VPC Endpoints Currently just used to provide private subnets access to S3 without needing Internet access.
DHCP Options DHCP provides a standard for passing configuration information to hosts on a TCP/IP network. The options field of a DHCP message contains configuration parameters. We can use DHCP to configure things like NetBIOS, NTP, DNS, and search domains.
Customer Gateway A device on premises, represented by a name, routing mode, and IP address. This is used to establish a VPN connection between your VPC and your data center.
Virtual Private Gateway Essentially a virtual endpoint that can connect to a customer gateway. A virtual private gateway is the router on the Amazon side of the VPN tunnel.
VPN Connection You can connect a Virtual Private Gateway and a Customer Gateway to form a VPN connection between the two devices. Once created, you can download a (probably) working configuration file directly.

VPC Peering

Configuring VPC peering is fairly simple, you can submit a request to peer VPCs on your account within a region and cross account within a region. The owner of the other VPC must accept the request. You can then set up routing in between the peered VPCs.

The most common mistake I see is when a user sets up peering and either forgets to configure the route tables or only configures the route tables on one of the two peered VPCs.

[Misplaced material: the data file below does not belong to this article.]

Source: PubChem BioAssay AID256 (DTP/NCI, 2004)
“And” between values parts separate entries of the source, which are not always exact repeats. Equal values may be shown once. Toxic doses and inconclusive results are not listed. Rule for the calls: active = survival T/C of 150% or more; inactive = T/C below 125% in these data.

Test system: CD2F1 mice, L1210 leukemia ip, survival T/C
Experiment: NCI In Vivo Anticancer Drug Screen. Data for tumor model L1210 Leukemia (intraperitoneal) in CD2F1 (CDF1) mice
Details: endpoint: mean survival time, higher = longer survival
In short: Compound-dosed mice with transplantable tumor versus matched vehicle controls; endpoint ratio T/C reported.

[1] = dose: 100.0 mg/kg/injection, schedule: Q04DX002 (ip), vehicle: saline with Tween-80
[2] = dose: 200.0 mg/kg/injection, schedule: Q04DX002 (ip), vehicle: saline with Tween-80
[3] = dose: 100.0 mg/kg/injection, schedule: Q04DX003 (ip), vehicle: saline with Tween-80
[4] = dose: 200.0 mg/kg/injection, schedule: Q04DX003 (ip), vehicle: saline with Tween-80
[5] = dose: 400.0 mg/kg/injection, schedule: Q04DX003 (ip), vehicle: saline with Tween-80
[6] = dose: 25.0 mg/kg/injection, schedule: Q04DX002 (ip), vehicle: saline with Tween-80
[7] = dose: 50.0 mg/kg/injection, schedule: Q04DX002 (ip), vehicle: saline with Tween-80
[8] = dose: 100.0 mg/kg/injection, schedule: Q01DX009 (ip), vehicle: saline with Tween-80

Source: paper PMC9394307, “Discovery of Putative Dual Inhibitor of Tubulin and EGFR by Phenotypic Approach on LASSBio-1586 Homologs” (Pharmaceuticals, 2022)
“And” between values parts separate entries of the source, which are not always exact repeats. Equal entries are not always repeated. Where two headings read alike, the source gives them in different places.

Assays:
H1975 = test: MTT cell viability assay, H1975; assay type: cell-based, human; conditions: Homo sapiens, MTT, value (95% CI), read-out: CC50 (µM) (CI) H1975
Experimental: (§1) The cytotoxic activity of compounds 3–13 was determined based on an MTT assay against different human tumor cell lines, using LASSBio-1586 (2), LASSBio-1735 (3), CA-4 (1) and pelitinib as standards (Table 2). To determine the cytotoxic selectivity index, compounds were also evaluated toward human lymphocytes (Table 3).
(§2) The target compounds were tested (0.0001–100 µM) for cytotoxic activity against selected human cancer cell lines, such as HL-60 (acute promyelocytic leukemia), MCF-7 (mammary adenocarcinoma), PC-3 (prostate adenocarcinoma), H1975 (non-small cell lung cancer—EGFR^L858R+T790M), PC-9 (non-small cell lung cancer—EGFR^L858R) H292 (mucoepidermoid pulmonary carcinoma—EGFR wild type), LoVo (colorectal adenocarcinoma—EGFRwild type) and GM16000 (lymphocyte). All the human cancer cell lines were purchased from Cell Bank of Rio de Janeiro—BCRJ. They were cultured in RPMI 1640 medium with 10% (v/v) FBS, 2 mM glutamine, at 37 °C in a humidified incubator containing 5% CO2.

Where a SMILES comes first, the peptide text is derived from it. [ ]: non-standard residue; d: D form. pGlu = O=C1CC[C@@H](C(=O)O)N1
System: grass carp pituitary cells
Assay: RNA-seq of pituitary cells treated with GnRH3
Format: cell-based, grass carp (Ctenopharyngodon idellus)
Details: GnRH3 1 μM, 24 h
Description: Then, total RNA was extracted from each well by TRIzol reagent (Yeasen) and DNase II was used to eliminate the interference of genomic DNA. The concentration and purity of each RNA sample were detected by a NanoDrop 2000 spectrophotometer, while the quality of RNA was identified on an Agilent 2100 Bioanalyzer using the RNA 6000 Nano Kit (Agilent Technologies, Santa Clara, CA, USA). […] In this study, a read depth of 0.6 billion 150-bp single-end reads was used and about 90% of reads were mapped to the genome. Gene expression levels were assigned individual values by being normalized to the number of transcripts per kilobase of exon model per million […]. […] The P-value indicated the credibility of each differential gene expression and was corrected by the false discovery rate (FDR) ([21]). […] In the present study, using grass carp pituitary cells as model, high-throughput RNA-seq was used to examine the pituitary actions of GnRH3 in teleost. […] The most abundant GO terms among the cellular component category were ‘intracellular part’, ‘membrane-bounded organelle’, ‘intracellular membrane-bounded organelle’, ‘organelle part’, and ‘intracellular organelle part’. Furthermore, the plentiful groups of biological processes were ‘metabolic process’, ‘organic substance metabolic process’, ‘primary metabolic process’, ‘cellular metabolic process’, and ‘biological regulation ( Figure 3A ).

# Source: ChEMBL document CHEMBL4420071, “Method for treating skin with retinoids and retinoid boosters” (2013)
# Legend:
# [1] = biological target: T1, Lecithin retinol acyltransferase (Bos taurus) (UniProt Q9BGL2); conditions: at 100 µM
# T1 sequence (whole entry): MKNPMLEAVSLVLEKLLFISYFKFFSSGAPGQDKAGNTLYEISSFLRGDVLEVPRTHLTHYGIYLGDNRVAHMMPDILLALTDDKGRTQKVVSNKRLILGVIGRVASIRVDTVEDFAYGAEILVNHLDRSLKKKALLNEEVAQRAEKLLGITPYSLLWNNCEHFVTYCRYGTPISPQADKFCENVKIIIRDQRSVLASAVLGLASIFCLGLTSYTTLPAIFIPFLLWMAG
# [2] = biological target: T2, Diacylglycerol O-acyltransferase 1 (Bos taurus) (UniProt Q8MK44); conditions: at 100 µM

Note: You cannot peer inter-region. So VPC Ay on us-east-1 cannot be peered to VPC Az on us-west-1. Until Amazon releases an inter-region VPN service anyways.

Transient Routing

I actually have people ask transient routing questions quite frequently, often without them realizing what transient routing is.

Let's say we have VPC A, VPC B, and VPC C. VPC A is peered to VPC B. VPC B is peered to VPC C. Can VPC A send traffic to VPC C? No. VPC A can send traffic to VPC B, and VPC B can send traffic to VPC C but VPC A cannot send traffic to VPC C nor can VPC C send traffic to VPC A.

I want this to be really, really clear so we'll illustrate it with a table.

Table - VPC can send / receive traffic

VPC A Yes Yes No
VPC B Yes Yes Yes
VPC C No Yes Yes

Routing Protocols

If you're used to an on premises environment or are using software made prior to the huge cloud computing push, you might encounter limitations in regards to support for multicast, unicast, and broadcast traffic. If you're using software that usually relies on multicast of broadcast to discover other worker instances or similar, then you'll need to figure out a work around since those protocols aren't supported on AWS. Unicast does work, and if supported you can use some sort of EC2 discovery service and mime multicast / broadcast functionality and discover hosts that way.

Here's a quite summary:

Table - Routing Protocols

Routing Protocol Supported On Premises Supported on AWS Supported on Cloud Providers
Multicast Yes No No
Broadcast Yes No No
Unicast Yes Yes Yes